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DLL could not be found or loaded

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In situations like this in the past, I have been tempted to devise an operation that is NOT a fatal error, but that detects the error condition. Something that runs async and can be tested for success.  if it fails, I delay a few seconds and try again. But this is terribly fiddly and often does not work anyway.

These days, I always put my effort into resolving the basic failure issue.

One trick I use when running an exe off an unreliable network drives is to copy the exe to local C drive, and run it from there.

--- Code: Winbatch ---    ; This section tries to run the program from the C drive
    ; instead of the network drive.
    if rtstatus()==1
      t = intcontrol(1004,0,0,0,0)
      if strsub(filepath(t),1,1) != "C" ; not running from C drive?
        if !direxist("C:\TEMP") then dirmake("C:\TEMP")
        s = strcat("C:\TEMP\",filebasename(t))
        switch fileexist(s)
          case 0 ; not exist
            terminate(!FileCopy(t,s,0),mytitle,"cant copy program to c:\temp")
          case 2 ; exists but locked from read
            terminate(1,mytitle,"can not copy program to c:\temp")
          case 1 ; exists
            if FileTimeGet(s) != FileTimeGet(t) ; not match timestamp?
              errormode(@off) ; tolerate failure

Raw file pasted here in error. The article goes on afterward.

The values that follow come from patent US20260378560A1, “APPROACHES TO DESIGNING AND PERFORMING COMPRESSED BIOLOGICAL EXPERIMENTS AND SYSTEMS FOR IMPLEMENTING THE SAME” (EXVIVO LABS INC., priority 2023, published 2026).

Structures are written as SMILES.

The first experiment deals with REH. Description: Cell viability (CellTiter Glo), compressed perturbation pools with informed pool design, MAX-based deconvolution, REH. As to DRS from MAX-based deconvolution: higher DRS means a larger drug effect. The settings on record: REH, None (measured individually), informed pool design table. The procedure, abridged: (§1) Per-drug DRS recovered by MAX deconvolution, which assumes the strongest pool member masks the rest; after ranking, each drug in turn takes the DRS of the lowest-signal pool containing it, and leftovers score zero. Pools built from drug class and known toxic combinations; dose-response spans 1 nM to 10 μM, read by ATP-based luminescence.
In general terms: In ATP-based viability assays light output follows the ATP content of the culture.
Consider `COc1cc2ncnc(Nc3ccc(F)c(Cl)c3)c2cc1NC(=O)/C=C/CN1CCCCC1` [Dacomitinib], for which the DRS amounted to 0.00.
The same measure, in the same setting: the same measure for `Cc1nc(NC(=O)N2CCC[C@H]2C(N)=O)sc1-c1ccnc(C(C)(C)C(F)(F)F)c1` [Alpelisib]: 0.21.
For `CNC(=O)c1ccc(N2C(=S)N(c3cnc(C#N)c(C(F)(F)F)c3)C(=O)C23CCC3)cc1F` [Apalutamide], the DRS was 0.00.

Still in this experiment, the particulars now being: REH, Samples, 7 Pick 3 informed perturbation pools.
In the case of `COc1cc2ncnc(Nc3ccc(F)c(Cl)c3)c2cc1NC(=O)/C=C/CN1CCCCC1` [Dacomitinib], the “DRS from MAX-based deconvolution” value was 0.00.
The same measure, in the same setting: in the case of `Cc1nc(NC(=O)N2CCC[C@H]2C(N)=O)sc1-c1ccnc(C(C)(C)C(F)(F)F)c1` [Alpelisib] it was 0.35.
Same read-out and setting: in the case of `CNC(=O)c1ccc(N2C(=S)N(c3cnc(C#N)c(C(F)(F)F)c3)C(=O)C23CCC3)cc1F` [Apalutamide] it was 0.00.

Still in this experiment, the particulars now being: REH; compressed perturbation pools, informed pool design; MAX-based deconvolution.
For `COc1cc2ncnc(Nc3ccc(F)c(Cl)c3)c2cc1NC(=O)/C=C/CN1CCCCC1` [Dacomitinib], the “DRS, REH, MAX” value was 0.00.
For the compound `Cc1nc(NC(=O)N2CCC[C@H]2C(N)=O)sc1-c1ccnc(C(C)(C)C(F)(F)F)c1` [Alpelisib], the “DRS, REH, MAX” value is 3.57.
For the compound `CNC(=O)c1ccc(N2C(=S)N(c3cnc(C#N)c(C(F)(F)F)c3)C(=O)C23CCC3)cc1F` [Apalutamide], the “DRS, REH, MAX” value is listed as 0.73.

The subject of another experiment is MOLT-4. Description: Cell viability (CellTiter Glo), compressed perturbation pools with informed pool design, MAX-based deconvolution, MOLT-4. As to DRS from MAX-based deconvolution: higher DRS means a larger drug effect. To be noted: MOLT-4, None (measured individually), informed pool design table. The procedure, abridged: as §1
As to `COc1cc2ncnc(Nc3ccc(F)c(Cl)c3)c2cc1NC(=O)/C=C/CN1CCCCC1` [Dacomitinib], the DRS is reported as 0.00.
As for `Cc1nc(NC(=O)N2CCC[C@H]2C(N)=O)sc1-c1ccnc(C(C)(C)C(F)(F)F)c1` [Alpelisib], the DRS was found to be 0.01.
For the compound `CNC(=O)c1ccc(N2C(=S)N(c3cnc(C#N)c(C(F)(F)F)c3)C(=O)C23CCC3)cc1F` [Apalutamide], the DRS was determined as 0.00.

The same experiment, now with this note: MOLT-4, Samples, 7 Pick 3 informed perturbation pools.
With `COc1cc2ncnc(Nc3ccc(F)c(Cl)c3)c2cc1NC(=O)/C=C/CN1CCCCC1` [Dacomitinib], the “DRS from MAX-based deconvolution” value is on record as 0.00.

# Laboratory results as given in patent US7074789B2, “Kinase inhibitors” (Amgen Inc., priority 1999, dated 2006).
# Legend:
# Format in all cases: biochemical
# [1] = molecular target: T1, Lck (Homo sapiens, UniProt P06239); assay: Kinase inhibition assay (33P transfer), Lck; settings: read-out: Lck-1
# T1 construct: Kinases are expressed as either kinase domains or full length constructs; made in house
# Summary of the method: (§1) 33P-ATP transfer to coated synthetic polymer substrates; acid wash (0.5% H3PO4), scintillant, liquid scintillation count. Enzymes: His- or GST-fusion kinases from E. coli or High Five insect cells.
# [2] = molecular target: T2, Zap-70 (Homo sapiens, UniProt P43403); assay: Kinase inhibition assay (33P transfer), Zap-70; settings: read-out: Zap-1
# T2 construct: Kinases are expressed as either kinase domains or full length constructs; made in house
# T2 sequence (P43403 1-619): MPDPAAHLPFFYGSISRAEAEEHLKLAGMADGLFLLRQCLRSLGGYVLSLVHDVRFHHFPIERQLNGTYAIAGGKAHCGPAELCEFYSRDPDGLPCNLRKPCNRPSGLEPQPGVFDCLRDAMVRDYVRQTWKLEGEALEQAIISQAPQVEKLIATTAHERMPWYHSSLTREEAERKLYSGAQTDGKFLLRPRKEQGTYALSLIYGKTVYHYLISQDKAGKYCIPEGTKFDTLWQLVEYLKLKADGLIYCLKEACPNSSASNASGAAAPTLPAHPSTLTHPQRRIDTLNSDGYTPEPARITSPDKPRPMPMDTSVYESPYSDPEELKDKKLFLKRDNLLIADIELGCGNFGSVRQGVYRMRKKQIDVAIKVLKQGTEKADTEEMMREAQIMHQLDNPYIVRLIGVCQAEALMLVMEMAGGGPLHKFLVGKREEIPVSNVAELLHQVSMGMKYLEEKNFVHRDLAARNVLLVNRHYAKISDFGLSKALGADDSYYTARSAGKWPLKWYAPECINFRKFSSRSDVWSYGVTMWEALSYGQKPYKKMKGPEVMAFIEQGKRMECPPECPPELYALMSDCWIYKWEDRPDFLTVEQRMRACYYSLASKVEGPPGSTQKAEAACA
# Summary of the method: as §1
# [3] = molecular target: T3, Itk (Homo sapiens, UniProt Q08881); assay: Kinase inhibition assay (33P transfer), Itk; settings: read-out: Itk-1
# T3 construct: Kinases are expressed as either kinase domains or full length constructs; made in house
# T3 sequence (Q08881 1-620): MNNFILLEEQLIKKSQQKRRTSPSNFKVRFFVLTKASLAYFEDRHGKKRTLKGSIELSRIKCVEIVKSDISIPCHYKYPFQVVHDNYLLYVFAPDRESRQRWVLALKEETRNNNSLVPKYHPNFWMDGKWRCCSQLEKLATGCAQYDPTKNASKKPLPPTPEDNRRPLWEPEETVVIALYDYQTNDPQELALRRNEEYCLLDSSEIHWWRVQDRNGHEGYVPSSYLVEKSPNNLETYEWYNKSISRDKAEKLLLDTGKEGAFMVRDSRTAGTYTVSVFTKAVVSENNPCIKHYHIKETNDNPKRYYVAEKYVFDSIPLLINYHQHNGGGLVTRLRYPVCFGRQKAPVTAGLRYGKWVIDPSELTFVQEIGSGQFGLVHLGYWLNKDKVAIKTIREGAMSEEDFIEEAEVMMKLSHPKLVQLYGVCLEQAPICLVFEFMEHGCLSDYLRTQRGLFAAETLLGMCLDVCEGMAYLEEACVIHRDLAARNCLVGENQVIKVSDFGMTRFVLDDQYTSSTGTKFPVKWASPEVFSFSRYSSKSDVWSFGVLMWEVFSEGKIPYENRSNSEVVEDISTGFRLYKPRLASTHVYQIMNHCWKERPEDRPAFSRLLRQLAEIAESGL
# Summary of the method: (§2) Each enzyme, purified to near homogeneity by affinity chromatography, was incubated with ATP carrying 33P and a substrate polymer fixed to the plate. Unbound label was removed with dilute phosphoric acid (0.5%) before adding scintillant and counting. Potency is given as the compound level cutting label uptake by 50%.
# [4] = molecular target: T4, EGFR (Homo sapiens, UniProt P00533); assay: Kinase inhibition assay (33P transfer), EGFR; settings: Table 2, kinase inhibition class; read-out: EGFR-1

FileCopy(t,s,0) ; try to copy over it
        run(s, intcontrol(1006,0,0,0,0)) ; run the C drive copy
        exit ; and exit from this copy

There is a possible relatively easy workaround. First,  choose the compiler's "skip auto-extraction of extenders and other files" option to get the compiler to skip extraction of extenders and other files from large a EXE.  Then use the ExtractAttachedFile WinBatch function wrap with WIL error handling when manually extracting the files. If you trap an error, simply try the extraction a second time. This technique is a good workaround for the aforementioned Windows file copy bug because when you hit that bug a second attempt usually works.

Note that this will not work if the WIL interpreter is causing the error because that DLL is not skipped when the compiler option is set.


--- Quote from: JTaylor on June 01, 2023, 08:18:47 am ---Is the program already running?   If you get the DLL message open task manager and see if there is already a copy running.   Sometimes a script will look like it closed but you will find it in the process list.  Usually down in the second section.


--- End quote ---

That could also explain the DLL extraction error depending on the DLL being extracted when the error occurs.

Thinking about this problem a little more I think Jim's suggested explanation is the best fit with the evidence as presented by the OP. I made the mistake of focusing too much on the intermittent nature of the problem. Jim's solution neatly covers that part along with the other stuff.


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